FLC - Forschung mit Lepton Collidern

Brief introduction to Positron Emission Tomography

Positron Emission Tomography (PET) is a non-invasive medical imaging technique. A positron emitter is used to mark a tracer which is injected into a living organism. By e+e- annihilation inside the organism two 511 keV photons are produced (see figure 1).
A positron emitted by the tracer atom annihilates with an electron in the tissue.

Figure 1: A positron emitted by the tracer atom annihilates with an electron in the tissue.

They are detected in coincidence and their line of response is identified (see figure 2). The reconstruction of several lines of response allows to retrieve a functional image of the tissue in which the tracer is absorbed.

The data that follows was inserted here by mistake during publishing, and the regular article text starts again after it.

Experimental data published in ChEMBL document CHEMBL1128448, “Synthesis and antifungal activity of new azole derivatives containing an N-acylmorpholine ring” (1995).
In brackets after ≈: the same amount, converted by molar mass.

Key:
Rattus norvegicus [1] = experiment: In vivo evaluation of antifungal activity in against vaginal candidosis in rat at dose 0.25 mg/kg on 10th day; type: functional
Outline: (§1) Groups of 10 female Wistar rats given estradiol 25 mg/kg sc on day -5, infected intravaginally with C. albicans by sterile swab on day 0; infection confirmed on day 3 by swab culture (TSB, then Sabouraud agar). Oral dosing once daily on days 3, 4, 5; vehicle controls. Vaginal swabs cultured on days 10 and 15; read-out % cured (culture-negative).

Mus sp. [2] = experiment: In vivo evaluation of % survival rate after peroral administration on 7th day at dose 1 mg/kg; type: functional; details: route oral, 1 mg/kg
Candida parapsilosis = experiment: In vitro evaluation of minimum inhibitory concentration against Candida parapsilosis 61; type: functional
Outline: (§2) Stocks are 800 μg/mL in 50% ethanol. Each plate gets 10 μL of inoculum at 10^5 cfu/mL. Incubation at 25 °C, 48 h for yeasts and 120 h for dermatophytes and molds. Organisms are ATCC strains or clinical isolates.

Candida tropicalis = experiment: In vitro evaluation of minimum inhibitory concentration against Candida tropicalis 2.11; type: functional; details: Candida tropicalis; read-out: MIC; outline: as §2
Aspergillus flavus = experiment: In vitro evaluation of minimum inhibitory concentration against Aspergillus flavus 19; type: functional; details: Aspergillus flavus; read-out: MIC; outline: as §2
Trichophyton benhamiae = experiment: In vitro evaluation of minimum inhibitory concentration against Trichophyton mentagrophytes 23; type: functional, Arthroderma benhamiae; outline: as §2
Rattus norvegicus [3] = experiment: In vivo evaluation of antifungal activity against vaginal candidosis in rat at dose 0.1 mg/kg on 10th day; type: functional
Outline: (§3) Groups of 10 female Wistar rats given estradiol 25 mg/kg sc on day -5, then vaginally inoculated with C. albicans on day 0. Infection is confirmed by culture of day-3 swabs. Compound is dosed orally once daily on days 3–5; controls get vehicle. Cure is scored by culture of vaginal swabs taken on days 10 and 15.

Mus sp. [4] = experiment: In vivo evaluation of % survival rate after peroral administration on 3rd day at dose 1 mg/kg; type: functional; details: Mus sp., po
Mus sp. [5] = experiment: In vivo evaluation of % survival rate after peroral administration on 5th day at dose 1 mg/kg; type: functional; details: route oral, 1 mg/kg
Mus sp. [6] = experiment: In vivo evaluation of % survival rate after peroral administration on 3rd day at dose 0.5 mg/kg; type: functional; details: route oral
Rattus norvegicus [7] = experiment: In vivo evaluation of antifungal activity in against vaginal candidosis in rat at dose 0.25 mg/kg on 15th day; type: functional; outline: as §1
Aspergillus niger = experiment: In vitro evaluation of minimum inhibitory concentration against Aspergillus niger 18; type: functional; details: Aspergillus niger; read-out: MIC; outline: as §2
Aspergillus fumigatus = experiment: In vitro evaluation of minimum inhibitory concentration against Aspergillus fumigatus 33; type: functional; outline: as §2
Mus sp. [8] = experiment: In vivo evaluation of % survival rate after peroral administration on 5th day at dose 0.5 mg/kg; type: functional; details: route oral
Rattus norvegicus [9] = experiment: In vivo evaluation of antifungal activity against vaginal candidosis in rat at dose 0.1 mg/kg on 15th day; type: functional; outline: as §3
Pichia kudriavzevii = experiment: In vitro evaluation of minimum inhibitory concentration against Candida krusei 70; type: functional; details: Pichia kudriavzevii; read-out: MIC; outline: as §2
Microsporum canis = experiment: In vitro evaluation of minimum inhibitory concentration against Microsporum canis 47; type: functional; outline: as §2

Two 511 keV photons which are detected in coincidence form a line of response (LOR).

Figure 2: Two 511 keV photons which are detected in coincidence form a line of response (LOR).

The energy and the time resolution of the used gamma-detectors are two important parameters which determine the overall performance of the PET scanner. A good energy resolution is crucial in order to reject photons which have undergone Compton scattering inside the organism and thus changed their direction. The time resolution of the gamma-detectors determines the minimal width of the coincidence window and thus the amount of background arising from random coincidences. Furthermore, the time information can be used to directly improve the image quality especially for heavier patients using time-of-flight techniques (see figure 3).

Figure 3: The TOF-PET principle.

Apart from the requirements on the energy and time resolution a small pixel size of the PET camera, i.e. a high granularity, is required since this mainly determines the spatial resolution.

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